By Olalekan Bilesanmi

Aminu Usman, Jigawa State Commissioner for Works and Transport, was Project Manager of the multi-billion naira Gwarimpa Housing Estate, Abuja. Usman, a certified electrical engineer, said, in this interview, that but for the Abubakar Badaru administration, Jigawa would have become a state full of abandoned projects.

•Aminu Usman

Is there anything to show what the Abubakar Muhammed Badaru administration has done in the almost four years of this government?

So far so good, it has been work in progress. We inherited a lot of projects. And one of the resolutions of the governor at the inception was that all the inherited projects must be completed before starting new ones.

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So what the governor did was to pass the instruction to all of us to key into that vision. So far so good, a lot has been achieved. We inherited about 476 kilometres of roads which contracts were awarded from 2012 to 2015 amounting to about N54, 5075, 222: 82. That is for the rural roads.

On feeder roads, we had 97.4 kilometres of roads inherited amounting to N1, 652,180,700. On township roads, we inherited about 142 kilometres. Then we did about three kilometres of runway at the airport and access road while providing scanning machines, fire trucks and field lightings amounting to N10,291,711. During the transition, a committee had been set up by the incoming government to assess all the projects after going through the hand-over notes.

We went round all the projects listed in the notes across the state and analyzed the projects, looked at the scope of work done and the money paid by the outgoing administration. We then called the contractors and the ministries responsible for the projects and verified them.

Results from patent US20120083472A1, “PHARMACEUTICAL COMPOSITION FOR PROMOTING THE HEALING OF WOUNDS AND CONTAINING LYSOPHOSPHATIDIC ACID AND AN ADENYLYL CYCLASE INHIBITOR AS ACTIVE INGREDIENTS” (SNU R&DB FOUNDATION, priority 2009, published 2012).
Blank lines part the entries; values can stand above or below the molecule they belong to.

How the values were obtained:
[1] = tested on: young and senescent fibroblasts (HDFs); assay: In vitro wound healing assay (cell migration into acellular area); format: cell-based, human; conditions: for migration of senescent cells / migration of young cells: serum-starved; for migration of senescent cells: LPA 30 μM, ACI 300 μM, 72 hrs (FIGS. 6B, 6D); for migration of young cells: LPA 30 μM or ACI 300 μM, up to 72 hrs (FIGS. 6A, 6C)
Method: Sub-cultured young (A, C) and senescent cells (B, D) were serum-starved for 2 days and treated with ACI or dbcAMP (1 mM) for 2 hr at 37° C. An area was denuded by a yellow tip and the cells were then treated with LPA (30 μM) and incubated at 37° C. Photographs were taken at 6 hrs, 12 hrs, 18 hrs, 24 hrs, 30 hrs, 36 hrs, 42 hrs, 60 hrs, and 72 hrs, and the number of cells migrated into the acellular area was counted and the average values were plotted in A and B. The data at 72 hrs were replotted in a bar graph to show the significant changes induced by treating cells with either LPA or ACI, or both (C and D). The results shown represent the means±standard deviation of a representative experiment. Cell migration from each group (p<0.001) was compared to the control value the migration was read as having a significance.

After this, we advised the governor to call the contractors to ask if they were ready to continue the projects because there were some that were 85% completed; some 20%, some 0%. Meanwhile, certain amounts of money had been paid by the previous administration.

We appealed to the contactors to give discount on what was being owed to help government take off as the treasury was empty. We met only 16 million naira in government coffers. From the records, it was obvious that there was no money to do all the basics like payment of salaries, pension and meet commitments here and there. A lot of them accepted. Some gave 20%, some gave 15%, some gave 10%.   From this action, out of about N55billion, government was able to save about N1.6b on some projects and about N91m on feeder roads.

On township roads, we were able to save N3b out of N32b. Of the balance of N491m on feeder roads, we paid N445m. Now we have just three projects outstanding from previous administrations. Every other one has been completed. And the contractors have been paid fully. After doing that, we started awarding new contracts in 2016.